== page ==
And so I think part of the experience for the entrepreneur is sort of, you know, because your time is limited and your resources are limited is sort of finding a best fit to try to solve, you know, or, or to maximize all of those problems simultaneously. And I would say all the things that you’ve listed, they all at various points in the company, they’ve been critical and it’s more of a juggling act rather than “Geez, all you need to do is just knock it out of the park, on, you know, financing and who cares about anything else?” We know lots of stories where that hasn’t gone well. Or you knock it on the park on an exceptional team, and the other things don’t come together. So, you know, from my standpoint, all of that stuff has to work.

Peyton Greenside: I think my answer continues. I think one of the things I, and what many people who just find, I would say many scientific, inquiries fascinating, is just what to work on that. And I have the same problem now, you know, I think it happened when I went to Stanford and happened you know, postdoc and have it happened now.

And, in the context of my company, wo we basically have a platform that can work on engineering any protein. We work on antibodies, but really can be anything. So, you know, we have this landscape. There are tons of diseases with unmet need. There’s sort of tons of opportunities for the type of therapeutic protein you would use, whether that’s a standard antibody, monoclonal IgG, sort of a next generation antibody. And so we always have to decide, you know, what, what are the programs gonna be? What are you going to go after? What’s the modality? And I think at the crux of it, like you know, for a drug discovery company, is what is the shape of your company. But our platform is so broad that basically we can work on so many things. And I, once again, by myself faced the same problem, which is okay, like, you know, where should we focus our attention? And that’s been really fun. This is getting maybe more of Tim’s background, but so we’re learning more about the clinical side of things and where that need is and where that pairs with our technology. But I agree with what Andrew said, nothing really can go shortchanged, but that’s been the same theme, I would say just now in a different vein.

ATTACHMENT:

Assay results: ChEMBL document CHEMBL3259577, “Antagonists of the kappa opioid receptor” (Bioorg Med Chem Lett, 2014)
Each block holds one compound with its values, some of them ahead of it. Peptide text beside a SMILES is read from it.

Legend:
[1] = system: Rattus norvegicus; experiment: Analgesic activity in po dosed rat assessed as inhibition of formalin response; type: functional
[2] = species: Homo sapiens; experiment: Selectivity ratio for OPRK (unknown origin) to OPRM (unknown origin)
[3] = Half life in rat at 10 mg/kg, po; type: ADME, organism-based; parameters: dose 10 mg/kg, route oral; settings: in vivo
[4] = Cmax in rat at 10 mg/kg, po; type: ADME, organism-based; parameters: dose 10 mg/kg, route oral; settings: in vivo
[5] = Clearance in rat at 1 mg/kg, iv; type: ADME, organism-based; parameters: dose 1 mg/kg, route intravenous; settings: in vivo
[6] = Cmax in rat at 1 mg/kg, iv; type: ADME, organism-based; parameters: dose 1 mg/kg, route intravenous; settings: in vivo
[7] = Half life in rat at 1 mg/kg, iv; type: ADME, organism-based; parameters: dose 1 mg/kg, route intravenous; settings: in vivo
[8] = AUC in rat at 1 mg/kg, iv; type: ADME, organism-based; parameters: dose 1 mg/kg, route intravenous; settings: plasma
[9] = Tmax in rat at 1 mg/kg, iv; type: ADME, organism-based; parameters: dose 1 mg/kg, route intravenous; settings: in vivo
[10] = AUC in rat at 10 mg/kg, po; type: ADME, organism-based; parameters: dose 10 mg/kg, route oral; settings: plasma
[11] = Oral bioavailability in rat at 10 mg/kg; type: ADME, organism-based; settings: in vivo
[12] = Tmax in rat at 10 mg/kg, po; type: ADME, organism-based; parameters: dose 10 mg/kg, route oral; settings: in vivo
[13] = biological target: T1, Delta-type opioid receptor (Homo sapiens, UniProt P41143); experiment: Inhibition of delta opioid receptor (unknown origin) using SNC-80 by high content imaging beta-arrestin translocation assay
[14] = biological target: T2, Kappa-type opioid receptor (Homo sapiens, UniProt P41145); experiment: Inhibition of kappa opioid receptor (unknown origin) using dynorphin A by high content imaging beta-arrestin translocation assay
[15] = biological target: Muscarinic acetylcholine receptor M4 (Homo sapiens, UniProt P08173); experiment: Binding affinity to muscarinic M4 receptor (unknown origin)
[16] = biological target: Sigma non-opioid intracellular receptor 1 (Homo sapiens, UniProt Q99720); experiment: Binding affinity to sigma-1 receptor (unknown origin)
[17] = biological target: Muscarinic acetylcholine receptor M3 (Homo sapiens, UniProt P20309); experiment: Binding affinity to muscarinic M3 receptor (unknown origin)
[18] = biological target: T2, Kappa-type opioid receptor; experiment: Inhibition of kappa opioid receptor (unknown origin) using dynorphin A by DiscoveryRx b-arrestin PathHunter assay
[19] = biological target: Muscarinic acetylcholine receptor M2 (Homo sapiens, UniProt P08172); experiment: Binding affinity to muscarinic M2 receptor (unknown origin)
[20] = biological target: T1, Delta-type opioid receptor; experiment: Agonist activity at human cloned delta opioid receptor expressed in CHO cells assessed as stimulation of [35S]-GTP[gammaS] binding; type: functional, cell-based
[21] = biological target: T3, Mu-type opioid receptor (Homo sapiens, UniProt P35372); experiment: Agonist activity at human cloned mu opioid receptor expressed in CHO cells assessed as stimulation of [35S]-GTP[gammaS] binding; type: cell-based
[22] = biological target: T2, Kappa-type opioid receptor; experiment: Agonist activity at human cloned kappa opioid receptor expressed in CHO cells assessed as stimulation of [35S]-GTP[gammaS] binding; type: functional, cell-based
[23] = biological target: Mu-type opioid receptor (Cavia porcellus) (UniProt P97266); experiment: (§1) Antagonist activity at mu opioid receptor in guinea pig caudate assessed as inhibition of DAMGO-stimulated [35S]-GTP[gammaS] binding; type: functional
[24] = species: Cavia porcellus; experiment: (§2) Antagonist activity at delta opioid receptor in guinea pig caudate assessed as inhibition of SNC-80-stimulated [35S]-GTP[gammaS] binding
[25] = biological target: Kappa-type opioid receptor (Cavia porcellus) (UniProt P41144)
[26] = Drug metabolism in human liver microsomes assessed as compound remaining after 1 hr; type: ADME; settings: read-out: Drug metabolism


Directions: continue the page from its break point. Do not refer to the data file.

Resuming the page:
Harry Glorikian: Yeah. I mean, I think about this as a balance of dynamics where you’re at different stages at different points, depending on where you are in the development cycle. And you need different people and different issues become a problem at different points or maybe become more acute at different points. But you know, all of you guys have one theme in common, which is why we’re on the show together. It’s data and some form of machine learning or other, you know, part of artificial intelligence that’s being applied to find something valuable or identify some valuable piece of information that can make something actionable. It’s sort of a big question, but how do you employ machine learning and AI in what you’re doing in each of your businesses? Because I think of these things as like I have a toolbox and then I have to apply that tool in a very specific way with a specific set of knowledge that can feed it, where I can get an output that I’m looking for. And so each one of you, like you said, Andrew, you’re, you’re working on the motorcycle, she’s working on the big truck, and he’s trying to make sure that everybody gets diagnosed and not, not ends up in worse than they already are. So how are you each of you thinking or approaching this in your own unique way? If you can summarize. Tim, why don’t you go first?